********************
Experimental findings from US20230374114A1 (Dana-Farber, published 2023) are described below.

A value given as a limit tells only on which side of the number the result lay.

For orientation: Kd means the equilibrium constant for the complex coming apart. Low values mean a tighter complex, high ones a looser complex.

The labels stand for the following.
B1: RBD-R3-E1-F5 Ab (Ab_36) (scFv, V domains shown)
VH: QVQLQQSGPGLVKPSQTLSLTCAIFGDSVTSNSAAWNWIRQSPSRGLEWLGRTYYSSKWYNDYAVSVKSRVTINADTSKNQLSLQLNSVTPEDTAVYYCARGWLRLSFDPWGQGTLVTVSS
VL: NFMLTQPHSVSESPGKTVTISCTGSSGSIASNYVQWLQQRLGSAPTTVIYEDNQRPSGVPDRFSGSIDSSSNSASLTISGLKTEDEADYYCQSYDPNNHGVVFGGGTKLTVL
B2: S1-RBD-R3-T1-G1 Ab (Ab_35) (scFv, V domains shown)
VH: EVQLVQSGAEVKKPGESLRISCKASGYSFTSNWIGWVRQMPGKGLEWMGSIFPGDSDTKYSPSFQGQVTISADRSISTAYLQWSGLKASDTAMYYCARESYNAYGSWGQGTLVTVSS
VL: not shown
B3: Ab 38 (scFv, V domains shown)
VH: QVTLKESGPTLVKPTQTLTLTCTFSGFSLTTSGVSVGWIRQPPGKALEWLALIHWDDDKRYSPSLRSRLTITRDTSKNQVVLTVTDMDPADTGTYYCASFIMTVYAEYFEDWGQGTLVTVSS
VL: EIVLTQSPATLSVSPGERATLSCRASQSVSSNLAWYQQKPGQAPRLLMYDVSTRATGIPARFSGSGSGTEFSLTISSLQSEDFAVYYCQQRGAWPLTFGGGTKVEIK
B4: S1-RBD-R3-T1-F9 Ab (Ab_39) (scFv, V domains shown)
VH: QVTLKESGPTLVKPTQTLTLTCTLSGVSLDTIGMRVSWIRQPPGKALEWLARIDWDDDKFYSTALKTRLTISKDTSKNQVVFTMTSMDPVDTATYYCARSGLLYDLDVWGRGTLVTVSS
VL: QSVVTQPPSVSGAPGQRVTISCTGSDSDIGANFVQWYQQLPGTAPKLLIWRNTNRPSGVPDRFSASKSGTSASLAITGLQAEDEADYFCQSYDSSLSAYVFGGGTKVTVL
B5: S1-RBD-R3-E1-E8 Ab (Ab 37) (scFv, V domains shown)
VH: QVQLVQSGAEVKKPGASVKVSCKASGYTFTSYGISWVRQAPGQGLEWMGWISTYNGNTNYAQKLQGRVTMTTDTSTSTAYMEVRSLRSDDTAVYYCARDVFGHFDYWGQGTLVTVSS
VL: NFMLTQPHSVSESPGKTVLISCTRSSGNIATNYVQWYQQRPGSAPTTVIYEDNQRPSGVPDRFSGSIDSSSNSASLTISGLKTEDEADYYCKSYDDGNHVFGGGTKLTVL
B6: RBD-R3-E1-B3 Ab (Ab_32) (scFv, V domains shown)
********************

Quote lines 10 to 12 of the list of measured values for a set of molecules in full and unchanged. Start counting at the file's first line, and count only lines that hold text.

VL: not shown
B3: Ab 38 (scFv, V domains shown)
VH: QVTLKESGPTLVKPTQTLTLTCTFSGFSLTTSGVSVGWIRQPPGKALEWLALIHWDDDKRYSPSLRSRLTITRDTSKNQVVLTVTDMDPADTGTYYCASFIMTVYAEYFEDWGQGTLVTVSS